As part of the deal, Apple will reportedly be more lax on their strict price fix, breaking MP3s into three tiered pricing: Older catalog tracks,79-cents; newer songs, 99-cents; and hit songs, more.
From their website:
"Every time a song you bought sells, you get a cut of the proceeds. Earlier buyers get more, so it pays to be a trendspotter."
Rolling Stone describes it as "stock market-like method to lure people toward its service."
How it works: Popcuts takes in a 10-20 percent cut of each purchase, then leaves it to the artist to decide their own percentage. From there, the rest of the earnings go towards the users’ accounts.
But currently their catalog has only 200 obscure artists and roughly 700 songs.
Why, it's QTRAX, who on their website boast "free and legal music downloads". But, all is not as it seems over at this "authorized" P2P network. Rolling Stone reports that supposed deals between QTrax and the major labels has been "greatly exaggerated."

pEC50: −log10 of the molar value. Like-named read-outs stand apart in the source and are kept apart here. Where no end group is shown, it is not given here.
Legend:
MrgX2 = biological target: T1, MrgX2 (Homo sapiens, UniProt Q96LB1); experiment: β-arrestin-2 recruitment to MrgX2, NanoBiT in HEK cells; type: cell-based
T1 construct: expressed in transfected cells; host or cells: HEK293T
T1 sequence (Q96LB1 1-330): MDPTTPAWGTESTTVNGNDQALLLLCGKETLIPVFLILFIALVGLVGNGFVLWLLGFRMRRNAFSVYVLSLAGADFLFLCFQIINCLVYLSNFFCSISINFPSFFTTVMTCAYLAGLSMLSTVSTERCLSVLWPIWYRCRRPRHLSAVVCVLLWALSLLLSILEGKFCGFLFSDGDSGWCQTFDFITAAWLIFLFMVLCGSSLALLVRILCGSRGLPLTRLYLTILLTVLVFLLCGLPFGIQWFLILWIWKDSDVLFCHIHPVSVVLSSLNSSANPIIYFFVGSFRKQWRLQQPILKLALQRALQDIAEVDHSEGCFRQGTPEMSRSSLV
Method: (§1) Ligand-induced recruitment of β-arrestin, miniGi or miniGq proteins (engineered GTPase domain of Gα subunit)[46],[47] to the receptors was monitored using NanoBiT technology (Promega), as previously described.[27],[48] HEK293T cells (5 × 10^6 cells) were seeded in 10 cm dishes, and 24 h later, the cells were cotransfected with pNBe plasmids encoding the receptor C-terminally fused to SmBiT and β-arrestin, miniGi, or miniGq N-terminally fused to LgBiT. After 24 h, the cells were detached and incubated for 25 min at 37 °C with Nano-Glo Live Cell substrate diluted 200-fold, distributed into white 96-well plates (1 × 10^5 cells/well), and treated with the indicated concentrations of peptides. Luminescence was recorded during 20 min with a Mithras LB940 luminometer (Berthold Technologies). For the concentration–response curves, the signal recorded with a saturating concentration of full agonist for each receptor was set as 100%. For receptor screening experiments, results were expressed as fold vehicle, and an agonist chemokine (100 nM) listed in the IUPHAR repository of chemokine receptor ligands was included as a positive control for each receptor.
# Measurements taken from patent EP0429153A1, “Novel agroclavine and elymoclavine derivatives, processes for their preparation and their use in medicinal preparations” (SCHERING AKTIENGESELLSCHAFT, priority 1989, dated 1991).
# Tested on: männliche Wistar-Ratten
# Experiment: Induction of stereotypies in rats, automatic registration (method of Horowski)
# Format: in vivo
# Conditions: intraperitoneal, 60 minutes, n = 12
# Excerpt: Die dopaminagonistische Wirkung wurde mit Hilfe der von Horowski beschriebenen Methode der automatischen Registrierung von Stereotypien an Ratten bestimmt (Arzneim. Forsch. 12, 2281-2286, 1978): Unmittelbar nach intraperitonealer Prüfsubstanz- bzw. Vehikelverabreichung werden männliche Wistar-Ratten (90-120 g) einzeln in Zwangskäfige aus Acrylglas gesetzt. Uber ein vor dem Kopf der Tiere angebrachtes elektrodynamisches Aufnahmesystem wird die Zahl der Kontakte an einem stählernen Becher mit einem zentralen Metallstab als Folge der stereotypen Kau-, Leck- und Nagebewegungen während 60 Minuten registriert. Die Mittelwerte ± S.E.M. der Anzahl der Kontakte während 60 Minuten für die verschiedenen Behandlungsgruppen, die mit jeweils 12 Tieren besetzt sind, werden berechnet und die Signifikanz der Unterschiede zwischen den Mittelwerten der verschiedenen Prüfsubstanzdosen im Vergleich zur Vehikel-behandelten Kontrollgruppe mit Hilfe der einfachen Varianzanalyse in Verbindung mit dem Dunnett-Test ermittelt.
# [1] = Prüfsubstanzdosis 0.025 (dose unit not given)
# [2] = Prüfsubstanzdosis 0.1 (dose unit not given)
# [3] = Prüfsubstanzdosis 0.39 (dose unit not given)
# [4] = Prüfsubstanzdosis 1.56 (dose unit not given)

Nonetheless, QTrax represents the music industry's recognition that ad-supported, free, on-demand downloads are the next wave. The problem, though, is monetization. A distribution model like QTrax is similar to traditional radio: user's get their music for free in exchange for listening to advertisements. But unlike radio, a service like QTrax is on-demand and permanent. The incentive of having your song on the radio -- creating buzz and/or demand for listeners to purchasers to PURCHASE their own copy for later on-demand and permanent enjoyment -- is simply not present.
Perhaps that is why the labels pulled out?
Forbes notes that this is a "sign of the recording industry's growing interest in free, advertising-supported access to music". Yet, Last.fm plans to ultimately offer users a chance to purchase a monthly subscription allowing them to listen to songs as many times as they want.
Rolling Stone notes that the Last.fm deal with major record labels is heating up "the arms race" between Amazon and Apple iTunes.